Communities in Canada, United Kingdom and around the world release new reports measuring local health and well-beingWednesday, October 5th, 2016 | Cindy Lindsay
(OTTAWA, ON & LONDON, UK) – Communities across Canada, the United Kingdom and elsewhere around the world are taking a closer look at local health and well-being through their participation in Vital Signs – a global program designed to measure community vitality.
Thirty-four communities in Canada, 17 in the United Kingdom and others in Ireland, Brazil, United States, Bermuda, Australia and New Zealand, are all involved in this year’s Vital Signs program by gathering data, hosting conversations and publishing reports on significant social and economic trends to tell the story of how their communities are faring in key quality-of-life areas.
The community reports, many of which are being released as part of Vital Signs week from October 2-8, are used by communities around the globe to inspire civic engagement and provide focus for public dialogue.
“The power of Vital Signs is the know-how it gives us to create change in our communities,” says Cindy Lindsay, Director of Member Services with Community Foundations of Canada and international lead for its Vital Signs program. “In the age of data-driven decision making, more and more communities globally are using Vital Signs year-round to deepen their understanding of quality of life in their community and identify opportunities deeper engagement, grantmaking and collective action.”
Since it was first started by Toronto Foundation in 2001, the Vital Signs program has taken off globally with a total of more than 85 communities in nine countries around the world participating in Vital Signs over the years by producing a report or acting on the findings of previous reports.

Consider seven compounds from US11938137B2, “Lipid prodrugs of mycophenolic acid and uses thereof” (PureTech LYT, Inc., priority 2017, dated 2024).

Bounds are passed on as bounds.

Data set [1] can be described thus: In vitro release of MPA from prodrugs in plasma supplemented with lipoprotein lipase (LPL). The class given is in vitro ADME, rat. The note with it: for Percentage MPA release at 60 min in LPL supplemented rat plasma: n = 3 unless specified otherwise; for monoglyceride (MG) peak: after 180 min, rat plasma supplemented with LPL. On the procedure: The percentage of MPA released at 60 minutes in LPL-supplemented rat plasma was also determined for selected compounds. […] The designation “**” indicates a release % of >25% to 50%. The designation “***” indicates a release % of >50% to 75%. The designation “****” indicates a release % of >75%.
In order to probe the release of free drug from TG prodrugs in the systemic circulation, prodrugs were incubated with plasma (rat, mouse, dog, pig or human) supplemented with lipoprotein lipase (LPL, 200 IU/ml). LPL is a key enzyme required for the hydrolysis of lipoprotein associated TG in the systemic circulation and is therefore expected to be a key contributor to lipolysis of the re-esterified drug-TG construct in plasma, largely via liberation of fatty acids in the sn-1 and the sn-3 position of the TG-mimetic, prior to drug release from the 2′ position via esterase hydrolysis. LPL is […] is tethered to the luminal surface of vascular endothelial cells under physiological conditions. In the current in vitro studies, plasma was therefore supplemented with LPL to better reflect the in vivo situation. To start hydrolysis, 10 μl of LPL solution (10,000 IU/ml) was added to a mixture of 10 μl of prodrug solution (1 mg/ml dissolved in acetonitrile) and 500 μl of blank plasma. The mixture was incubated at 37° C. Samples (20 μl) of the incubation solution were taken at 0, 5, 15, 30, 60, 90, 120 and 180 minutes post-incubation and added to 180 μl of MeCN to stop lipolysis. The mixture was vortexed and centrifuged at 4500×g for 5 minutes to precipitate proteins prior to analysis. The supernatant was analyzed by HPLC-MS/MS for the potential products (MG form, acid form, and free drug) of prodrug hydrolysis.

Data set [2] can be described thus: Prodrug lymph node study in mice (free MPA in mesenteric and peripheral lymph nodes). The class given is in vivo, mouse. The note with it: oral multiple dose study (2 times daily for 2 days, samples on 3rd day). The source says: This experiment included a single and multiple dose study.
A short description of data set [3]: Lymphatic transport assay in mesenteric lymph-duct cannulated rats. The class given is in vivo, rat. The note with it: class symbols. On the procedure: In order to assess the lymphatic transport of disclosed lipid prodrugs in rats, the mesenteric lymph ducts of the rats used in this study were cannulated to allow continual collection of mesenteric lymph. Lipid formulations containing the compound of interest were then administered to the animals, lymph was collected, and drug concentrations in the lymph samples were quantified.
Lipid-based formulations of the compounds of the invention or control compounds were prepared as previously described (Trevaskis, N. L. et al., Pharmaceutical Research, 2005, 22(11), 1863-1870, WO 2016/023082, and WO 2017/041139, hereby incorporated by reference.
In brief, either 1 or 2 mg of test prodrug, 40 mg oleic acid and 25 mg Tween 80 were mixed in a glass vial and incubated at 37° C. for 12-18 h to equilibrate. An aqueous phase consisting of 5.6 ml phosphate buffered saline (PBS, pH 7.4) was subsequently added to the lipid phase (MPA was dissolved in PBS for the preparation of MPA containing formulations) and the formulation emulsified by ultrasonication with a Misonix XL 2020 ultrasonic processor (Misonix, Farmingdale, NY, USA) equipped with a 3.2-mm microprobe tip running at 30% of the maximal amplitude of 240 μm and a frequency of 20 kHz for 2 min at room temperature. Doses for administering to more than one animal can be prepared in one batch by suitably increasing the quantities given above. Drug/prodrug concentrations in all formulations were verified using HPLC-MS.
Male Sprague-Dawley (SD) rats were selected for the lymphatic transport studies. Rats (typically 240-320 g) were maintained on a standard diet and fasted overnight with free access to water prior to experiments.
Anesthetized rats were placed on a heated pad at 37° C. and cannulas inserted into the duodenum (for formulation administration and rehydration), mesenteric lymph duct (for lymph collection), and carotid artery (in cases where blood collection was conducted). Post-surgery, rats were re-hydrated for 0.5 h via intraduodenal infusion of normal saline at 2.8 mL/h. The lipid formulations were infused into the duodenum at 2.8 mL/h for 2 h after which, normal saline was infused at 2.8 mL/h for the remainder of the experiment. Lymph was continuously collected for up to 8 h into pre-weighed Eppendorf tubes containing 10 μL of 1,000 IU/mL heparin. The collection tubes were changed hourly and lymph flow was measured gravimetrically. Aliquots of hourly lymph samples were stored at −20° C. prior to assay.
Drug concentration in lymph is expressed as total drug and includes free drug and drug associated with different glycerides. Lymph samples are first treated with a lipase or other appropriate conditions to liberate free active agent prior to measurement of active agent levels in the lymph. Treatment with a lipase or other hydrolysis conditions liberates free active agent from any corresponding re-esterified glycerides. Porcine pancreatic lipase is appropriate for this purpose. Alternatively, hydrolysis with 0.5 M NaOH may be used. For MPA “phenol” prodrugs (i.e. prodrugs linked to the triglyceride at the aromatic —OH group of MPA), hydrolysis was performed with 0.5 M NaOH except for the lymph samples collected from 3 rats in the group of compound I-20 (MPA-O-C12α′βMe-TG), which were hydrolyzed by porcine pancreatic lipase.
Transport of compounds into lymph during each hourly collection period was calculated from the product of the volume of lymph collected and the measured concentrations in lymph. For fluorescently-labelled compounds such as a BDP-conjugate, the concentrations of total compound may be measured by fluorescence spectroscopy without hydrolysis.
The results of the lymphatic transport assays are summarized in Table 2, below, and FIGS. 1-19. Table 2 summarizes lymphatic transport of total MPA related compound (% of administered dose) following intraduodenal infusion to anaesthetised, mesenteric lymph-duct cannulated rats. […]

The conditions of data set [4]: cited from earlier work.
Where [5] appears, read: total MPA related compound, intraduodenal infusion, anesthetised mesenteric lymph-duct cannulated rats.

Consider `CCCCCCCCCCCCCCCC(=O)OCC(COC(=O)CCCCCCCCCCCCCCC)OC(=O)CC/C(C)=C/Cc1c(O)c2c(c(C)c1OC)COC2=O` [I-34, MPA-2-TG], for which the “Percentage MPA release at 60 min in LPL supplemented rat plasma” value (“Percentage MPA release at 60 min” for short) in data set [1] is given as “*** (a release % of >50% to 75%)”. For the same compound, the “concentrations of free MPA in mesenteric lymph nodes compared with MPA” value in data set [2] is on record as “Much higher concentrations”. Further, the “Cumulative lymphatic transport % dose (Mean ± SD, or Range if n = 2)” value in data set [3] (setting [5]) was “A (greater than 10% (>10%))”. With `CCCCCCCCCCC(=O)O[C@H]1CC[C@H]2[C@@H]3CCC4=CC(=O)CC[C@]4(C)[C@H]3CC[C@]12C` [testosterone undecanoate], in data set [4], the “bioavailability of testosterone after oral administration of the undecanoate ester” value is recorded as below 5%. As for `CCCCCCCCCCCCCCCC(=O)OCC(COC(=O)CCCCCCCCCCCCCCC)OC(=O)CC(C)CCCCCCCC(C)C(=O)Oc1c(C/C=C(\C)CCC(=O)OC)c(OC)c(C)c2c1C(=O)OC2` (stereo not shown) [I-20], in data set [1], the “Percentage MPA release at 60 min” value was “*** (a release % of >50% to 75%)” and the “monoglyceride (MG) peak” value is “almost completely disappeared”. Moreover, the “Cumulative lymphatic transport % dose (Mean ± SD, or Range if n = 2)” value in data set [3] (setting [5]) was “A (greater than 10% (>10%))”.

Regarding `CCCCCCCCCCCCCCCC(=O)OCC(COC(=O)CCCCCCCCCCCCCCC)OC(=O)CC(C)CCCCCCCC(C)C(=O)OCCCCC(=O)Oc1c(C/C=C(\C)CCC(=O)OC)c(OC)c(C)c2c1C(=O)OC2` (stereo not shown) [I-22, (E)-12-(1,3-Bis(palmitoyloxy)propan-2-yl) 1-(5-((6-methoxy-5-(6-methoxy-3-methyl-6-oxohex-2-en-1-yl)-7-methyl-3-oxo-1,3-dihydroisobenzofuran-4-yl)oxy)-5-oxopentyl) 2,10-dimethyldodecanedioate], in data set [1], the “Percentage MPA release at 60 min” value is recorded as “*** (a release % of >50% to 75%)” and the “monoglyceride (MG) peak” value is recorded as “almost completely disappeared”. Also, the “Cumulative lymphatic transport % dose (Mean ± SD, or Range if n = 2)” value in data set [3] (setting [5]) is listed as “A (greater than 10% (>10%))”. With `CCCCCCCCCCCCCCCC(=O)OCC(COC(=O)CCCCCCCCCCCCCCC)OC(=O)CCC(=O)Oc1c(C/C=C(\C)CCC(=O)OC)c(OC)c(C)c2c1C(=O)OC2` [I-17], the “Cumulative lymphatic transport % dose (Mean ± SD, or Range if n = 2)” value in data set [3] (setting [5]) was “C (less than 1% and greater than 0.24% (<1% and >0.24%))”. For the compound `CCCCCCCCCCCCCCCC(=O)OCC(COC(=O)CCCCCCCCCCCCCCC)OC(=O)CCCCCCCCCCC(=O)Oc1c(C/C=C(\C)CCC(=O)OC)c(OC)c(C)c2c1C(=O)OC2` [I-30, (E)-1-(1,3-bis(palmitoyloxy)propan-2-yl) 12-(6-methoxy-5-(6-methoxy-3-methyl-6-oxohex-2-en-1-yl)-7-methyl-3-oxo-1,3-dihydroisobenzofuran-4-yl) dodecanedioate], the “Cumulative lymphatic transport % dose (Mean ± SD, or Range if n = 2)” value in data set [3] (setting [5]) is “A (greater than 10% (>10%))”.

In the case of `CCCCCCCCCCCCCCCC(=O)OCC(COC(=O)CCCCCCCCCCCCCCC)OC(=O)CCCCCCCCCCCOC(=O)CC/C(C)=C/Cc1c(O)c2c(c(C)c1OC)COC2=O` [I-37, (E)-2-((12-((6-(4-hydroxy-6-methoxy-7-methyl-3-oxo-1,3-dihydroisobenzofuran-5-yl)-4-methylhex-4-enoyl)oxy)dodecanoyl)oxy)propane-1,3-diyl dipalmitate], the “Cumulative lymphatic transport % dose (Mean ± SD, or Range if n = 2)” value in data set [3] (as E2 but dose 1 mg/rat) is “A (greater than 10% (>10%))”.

Vital Signs is growing in popularity in the UK with a record number of communities participating this year. The program is helping to identify areas of growing concern affecting both Canada and the UK, such as child poverty, job creation and income inequality.
Because of their wide reach and understanding of local priorities, community foundations are well positioned to create opportunities for donor and philanthropic engagement. “Philanthropy can play a major role in addressing many of our current challenges,” says Fabian French, Chief Executive of UK Community Foundations. “As community foundations, we make an enormous difference in local areas. But crucially, as our UK Vital Signs reports show, the need is growing – and so must we.”
Community foundations in Canada and the UK are part of a global network that includes more than 1,800 community foundations in over 50 countries internationally.
Photo Credit: Bart Gamber, author of Milton Keynes Vital Signs
About Community Foundations of Canada
Community Foundations of Canada is the national network for Canada’s 191 community foundations. Together we are a philanthropic movement working across sectors to help Canadians invest in building strong and resilient communities.
About UK Community Foundations
UK Community Foundations (UKCF) supports the 46 community foundations that work across the UK to facilitate philanthropy in their local areas. The UKCF network, collectively, is the tenth largest grant-maker in the UK. In 2015, the foundations distributed over £65 million through 21,000 grants to local causes on behalf of donors and funders. UKCF oversees endowments with a combined value of more than £500 million.
About Vital Signs
Vital Signs is a national program led by community foundations and coordinated by Community Foundations of Canada that leverages local knowledge to measure the vitality of our communities and support action towards improving our quality of life. .